Sundt spent months planning a building demolition that took all of 12 seconds to complete on the California State University, East Bay campus in Hayward. More than 450 pounds of high explosives brought down the 13-story Warren Hall in the blink of an eye as dozens of onlookers watched from beyond the 1,300-foot safety zone. The operation also safely and efficiently brought down a two-story bridge that arched over a busy roadway and connected to an adjacent library.


The decision to implode the aging (and seismically vulnerable) administration building wasn’t an easy one because of all the risks and complexities involved. Warren Hall is closely surrounded by other buildings and campus infrastructure, all of which were vulnerable if the operation didn’t go as planned. The university needed to trust us unconditionally before we could “throw the switch.” With a specialty demolition subcontractor, we successfully planned and managed the tricky implosion demolition, which saved an enormous amount of time and was safer than the traditional method of tearing down a multi-story building.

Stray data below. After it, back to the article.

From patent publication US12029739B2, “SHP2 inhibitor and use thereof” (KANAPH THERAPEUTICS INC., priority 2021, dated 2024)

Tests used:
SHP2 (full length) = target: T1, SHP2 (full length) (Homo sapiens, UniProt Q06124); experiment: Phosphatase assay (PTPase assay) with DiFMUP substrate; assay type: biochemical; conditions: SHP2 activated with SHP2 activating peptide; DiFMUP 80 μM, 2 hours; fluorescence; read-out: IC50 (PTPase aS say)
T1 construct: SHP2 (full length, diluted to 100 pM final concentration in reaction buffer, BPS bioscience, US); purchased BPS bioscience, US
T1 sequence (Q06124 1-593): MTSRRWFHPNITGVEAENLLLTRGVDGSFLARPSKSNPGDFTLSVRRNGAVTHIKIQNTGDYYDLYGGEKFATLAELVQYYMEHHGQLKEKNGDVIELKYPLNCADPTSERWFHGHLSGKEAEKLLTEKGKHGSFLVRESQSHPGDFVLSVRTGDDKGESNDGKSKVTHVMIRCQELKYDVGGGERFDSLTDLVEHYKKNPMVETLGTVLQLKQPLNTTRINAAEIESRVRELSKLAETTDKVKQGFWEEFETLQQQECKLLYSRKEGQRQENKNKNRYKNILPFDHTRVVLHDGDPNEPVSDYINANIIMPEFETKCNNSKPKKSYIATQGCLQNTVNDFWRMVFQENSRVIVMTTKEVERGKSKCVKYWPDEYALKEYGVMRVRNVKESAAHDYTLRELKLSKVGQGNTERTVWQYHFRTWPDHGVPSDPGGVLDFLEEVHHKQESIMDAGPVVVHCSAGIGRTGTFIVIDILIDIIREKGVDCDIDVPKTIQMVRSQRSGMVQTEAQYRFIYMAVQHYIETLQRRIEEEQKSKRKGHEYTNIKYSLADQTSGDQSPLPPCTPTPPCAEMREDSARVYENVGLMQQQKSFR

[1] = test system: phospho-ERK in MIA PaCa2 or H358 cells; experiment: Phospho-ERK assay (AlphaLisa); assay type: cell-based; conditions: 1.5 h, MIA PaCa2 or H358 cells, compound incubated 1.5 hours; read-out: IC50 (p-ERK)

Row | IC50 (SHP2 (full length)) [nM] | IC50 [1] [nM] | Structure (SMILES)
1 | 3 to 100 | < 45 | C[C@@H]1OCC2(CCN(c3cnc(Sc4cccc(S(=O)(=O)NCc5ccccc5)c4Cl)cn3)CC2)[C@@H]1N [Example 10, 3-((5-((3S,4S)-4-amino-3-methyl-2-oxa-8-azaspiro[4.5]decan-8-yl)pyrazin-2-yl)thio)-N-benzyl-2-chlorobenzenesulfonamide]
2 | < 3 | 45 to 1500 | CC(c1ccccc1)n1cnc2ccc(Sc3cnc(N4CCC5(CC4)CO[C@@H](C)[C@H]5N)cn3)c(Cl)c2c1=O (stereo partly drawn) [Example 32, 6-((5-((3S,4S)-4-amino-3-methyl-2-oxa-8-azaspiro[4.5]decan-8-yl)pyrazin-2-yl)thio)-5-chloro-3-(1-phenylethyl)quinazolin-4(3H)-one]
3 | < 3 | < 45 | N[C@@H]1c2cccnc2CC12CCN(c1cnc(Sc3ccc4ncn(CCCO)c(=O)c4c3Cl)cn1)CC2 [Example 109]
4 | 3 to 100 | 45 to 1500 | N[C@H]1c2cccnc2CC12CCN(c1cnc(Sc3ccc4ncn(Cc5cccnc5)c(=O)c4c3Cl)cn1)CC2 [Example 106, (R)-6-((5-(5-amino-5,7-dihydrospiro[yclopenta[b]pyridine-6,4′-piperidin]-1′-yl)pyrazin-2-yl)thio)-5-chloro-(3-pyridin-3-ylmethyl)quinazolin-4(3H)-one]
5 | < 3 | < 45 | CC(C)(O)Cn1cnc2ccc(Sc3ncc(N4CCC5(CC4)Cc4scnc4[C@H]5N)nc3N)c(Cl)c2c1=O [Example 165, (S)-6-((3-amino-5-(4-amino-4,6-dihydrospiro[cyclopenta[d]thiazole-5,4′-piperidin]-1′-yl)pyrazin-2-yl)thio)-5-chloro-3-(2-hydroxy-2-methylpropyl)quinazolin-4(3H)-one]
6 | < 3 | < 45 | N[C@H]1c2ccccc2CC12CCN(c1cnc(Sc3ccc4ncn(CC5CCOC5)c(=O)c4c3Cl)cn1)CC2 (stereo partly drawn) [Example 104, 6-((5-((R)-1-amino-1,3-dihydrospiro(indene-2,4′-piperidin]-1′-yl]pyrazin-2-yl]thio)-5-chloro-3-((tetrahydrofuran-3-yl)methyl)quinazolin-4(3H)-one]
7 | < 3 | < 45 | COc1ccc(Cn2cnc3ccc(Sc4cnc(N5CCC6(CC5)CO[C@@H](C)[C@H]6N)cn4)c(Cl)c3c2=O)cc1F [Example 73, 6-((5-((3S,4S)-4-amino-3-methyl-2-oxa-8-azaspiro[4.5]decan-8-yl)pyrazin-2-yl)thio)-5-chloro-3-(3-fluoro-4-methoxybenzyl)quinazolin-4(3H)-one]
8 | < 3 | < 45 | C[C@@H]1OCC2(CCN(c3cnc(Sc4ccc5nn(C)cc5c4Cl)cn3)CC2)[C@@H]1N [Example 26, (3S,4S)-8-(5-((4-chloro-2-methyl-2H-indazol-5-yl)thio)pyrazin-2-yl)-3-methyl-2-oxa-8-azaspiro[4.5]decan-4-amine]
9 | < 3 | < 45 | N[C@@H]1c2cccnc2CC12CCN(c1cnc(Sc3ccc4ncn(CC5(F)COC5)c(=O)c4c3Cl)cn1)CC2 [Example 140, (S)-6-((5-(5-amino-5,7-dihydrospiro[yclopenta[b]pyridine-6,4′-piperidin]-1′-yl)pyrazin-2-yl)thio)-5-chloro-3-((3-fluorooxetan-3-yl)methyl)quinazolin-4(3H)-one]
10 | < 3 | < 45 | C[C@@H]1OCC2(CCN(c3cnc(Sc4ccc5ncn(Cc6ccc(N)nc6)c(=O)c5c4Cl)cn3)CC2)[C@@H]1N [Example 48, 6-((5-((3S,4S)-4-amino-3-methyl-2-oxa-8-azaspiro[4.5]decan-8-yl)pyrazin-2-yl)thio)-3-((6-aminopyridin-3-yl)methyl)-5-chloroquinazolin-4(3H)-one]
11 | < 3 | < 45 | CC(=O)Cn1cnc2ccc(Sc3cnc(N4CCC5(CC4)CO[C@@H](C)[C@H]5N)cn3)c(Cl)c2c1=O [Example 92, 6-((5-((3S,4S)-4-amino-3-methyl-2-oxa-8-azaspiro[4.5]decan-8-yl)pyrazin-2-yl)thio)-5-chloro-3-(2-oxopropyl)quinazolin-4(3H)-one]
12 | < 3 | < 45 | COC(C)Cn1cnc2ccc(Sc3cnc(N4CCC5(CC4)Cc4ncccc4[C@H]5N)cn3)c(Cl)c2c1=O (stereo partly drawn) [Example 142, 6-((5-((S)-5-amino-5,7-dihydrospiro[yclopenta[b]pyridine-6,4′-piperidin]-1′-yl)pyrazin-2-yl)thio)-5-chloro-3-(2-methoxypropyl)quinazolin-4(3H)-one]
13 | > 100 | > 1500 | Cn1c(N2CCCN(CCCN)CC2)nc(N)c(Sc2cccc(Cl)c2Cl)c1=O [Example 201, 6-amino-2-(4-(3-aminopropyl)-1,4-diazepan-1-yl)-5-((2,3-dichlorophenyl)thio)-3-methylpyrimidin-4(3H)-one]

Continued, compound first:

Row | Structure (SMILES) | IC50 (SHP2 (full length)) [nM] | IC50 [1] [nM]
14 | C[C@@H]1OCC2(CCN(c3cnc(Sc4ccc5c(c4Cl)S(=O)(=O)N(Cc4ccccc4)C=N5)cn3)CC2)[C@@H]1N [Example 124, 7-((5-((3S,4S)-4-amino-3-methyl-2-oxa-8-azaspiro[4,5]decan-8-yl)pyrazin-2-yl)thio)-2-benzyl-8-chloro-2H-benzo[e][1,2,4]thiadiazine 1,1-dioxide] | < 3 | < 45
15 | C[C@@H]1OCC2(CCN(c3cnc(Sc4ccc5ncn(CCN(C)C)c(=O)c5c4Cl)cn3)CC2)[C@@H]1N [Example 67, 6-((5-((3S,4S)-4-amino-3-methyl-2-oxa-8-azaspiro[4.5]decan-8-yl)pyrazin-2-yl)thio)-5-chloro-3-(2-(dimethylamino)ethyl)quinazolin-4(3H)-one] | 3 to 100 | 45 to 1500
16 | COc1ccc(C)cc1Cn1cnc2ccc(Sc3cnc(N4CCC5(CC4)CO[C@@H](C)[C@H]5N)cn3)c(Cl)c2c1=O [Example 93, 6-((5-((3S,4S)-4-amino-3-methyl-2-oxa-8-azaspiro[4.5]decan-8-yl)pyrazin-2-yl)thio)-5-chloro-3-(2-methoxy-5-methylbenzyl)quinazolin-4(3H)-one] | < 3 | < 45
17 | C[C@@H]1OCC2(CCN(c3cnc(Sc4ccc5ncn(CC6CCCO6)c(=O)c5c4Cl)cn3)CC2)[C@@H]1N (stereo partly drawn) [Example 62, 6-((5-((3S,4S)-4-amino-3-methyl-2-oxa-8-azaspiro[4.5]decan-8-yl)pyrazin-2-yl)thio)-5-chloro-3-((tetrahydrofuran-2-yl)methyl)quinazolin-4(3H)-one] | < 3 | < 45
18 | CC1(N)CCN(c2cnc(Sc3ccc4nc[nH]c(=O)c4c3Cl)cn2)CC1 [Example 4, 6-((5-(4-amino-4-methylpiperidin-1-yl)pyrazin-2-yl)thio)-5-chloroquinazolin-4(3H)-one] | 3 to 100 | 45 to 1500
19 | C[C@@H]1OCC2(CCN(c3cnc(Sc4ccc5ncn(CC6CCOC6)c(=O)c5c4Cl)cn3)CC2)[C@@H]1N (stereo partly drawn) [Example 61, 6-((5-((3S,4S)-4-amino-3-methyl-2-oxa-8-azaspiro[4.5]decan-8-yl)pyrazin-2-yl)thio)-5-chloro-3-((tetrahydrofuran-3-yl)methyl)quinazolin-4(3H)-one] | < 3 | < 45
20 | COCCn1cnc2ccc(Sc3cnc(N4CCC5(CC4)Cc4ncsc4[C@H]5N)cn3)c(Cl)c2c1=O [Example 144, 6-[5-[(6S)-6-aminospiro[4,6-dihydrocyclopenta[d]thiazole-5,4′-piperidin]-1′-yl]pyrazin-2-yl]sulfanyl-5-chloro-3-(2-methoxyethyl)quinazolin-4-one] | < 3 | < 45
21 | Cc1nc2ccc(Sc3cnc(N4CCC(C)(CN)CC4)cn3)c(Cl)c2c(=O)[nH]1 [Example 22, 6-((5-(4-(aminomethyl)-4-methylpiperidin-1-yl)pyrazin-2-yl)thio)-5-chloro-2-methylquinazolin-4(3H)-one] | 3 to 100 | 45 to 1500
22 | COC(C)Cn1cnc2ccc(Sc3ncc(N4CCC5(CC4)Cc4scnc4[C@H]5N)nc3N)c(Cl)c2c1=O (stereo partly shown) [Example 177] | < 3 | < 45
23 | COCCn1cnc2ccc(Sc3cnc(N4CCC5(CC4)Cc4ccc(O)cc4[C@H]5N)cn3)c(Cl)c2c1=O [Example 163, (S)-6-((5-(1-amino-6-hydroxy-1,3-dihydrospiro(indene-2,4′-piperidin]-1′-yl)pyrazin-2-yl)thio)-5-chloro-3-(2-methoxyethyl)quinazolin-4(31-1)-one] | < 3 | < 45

Scientific research also benefitted from the implosion. With Warren Hall sitting little more than a mile from the Hayward Fault, the U.S. Geological Survey – in cooperation with the university – observed and recorded the implosion on hundreds of seismographs temporarily set up within a one-mile radius of the demolition. The data gathered will help characterize the underground geology around the fault in three dimensions.



California State University, East Bay


Warren Hall Replacement Building